• West Virginia clubs attract very weird clientele.  I was glad we brought our own party.  Although to be fair, our neon/flannel theme and Lil Jon singing must have made us look a little strange, as well.
  • I should have gone on the club ski trip to Park year, I won't be missing any trips.  Or leaving my camera at home.

Wednesday, January 2, 2013

Slamming to a Stand Still

I finished my exams on Tuesday, December 4th.  Classes don't start again until January 22nd.  That's SEVEN full weeks of vacation.  I haven't had this long a break from school or work since the summer between my freshman and sophomore years of college when I left finding a summer job until the last minute and ended up spending my time off learning to knit instead.  I'm close to being at a loss for what to do.  I even started reading my cases for next term.  (If anyone has suggestions for a good book to read, I am clearly in need...)  After barely having enough time to eat during the first three terms of school, having this much free time is just weird.  I've ended up getting a little slap happy.

But I'm aware that talking about how bored I am won't make for a very good blog post. Especially, I would imagine, for prospective students reading this who are still slaving away at work and feeling a bit murderous towards someone complaining about having too much free time.

So...I'll spare you the view into my internal dialogue in which I debate with myself about getting off the couch and going for a run or doing the myriad of life administration chores I've been putting off since August.

Instead, I'll tell you about the one week during this break when I was plenty busy.  During the second week of December, eleven other Darden first and second year students, one operations department professor, and I went down to Miami to Beckman Coulter, one of Danaher's operating companies.  Danaher invited us to participate in a kaizen event, as they have 12 other times in the past several years.  For the uninitiated, a kaizen event is a week long activity to analyze a process, come up with recommendations to improve it, and implement the changes, involving everyone from management to the people who perform the process on a daily basis.  (Check out wikipedia for a more comprehensive/eloquent explanation.)  This was a fantastic opportunity for us students to apply some of the concepts we had learned in our Operations class, and also learn more about managing and improving operations in real life.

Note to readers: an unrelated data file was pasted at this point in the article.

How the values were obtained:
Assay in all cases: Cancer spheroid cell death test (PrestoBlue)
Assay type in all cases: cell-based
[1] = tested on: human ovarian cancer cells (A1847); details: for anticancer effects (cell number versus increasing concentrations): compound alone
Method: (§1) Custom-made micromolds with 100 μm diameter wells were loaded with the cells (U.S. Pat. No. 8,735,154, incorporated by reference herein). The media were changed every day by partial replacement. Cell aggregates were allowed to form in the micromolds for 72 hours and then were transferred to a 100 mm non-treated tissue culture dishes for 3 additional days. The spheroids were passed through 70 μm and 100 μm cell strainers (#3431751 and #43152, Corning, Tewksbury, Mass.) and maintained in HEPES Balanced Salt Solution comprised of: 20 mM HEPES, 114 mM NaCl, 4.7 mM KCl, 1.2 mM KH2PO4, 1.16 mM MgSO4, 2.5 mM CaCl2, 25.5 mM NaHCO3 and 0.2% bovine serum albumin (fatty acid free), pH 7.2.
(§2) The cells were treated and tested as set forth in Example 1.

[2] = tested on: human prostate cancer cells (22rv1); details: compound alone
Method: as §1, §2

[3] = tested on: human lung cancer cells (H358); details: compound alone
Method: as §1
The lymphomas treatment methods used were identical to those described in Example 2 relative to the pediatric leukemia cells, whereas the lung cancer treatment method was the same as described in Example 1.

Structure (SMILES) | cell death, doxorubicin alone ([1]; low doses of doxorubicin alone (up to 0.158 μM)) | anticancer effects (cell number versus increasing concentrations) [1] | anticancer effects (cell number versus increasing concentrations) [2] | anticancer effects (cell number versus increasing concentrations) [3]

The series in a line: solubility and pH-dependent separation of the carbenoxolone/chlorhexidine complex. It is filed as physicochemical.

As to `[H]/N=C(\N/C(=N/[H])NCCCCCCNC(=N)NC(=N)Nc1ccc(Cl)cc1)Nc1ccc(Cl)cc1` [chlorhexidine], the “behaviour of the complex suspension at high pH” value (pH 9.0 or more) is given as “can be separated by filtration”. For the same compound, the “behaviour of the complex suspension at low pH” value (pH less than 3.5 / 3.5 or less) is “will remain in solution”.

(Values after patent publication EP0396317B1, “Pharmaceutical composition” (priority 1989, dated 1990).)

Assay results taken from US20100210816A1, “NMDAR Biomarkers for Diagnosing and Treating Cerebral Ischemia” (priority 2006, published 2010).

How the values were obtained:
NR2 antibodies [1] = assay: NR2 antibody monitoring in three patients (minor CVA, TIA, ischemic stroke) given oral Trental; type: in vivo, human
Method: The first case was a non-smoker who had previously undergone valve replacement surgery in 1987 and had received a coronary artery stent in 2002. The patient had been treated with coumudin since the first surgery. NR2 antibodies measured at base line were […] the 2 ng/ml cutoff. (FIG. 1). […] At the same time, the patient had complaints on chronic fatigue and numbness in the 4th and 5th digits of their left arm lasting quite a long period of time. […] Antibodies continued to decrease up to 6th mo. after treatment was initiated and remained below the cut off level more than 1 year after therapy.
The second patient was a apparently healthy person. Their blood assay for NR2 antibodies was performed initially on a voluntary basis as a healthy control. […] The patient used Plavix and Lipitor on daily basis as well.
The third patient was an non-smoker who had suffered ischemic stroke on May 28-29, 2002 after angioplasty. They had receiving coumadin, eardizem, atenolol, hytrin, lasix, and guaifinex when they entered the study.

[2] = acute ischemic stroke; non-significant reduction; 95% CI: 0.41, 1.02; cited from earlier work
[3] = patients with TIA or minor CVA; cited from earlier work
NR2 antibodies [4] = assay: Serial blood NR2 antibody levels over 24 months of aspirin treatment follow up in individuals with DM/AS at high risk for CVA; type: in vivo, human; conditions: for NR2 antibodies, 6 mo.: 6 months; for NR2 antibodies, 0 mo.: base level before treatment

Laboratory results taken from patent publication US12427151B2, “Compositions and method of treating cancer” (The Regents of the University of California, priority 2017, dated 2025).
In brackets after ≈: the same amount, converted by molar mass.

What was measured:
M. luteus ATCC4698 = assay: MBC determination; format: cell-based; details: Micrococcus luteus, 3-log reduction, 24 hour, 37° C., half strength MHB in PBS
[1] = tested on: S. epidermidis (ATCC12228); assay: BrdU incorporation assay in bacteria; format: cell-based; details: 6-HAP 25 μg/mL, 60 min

Beckman Coulter develops and manufactures blood testing machines for academic research and medical applications.  My team of five students, two operators, a team leader, and a few Danaher kaizen experts was tasked with analyzing and improving the assembly and testing of a sub-component within one of the blood testing machines.  I learned a ton during the week, but the biggest thing I learned really surprised me.  When an operator is performing a process over and over again, they don't have much time to stop and think about what the best way is to organize tools, parts, and process steps.  But when you  have a kaizen event, it gives everyone involved in the process the opportunity to think through how to do it best.  What I learned during this week is that small organizational changes like how you organize tools and parts at a work station can drastically improve productivity. Yeah, ok, seems simple, but I'm not talking about small changes to productivity.  I'm talking about massive increases. Like 50%-reduction-in-cycle-time increases.

And this is where my nerd-ness takes over.  I am OBSESSED with organizing.  No really.  I got binder clips for Christmas (one of my favorite presents).  I get beyond excited going to The Container Store.  At my last job, I created an organization system that a coworker told me was seizure-inducing it was so comprehensive.  My aunt used to invite me to her house just to clean her closets.  My family actually calls me the "Organizer Bunny"...

So when I had the opportunity to organize this assembly work station, I went for it.  I won't go into all the details of what we ended up doing, but I will tell you that I thoroughly enjoyed it and that, as I mentioned before, it dramatically increased the operator's productivity.

I initially applied to participate because I felt that understanding operations better would make me a more effective HR professional.  However, the experience also made me realize that a career in operations would be really interesting, as well.  So all in all, it was a really fun and productive week.  And as a result, I want to be sure to thank the Danaher University Relations team and the team at Beckman Coulter for the time and energy they put into making this a learning experience for us so outstanding.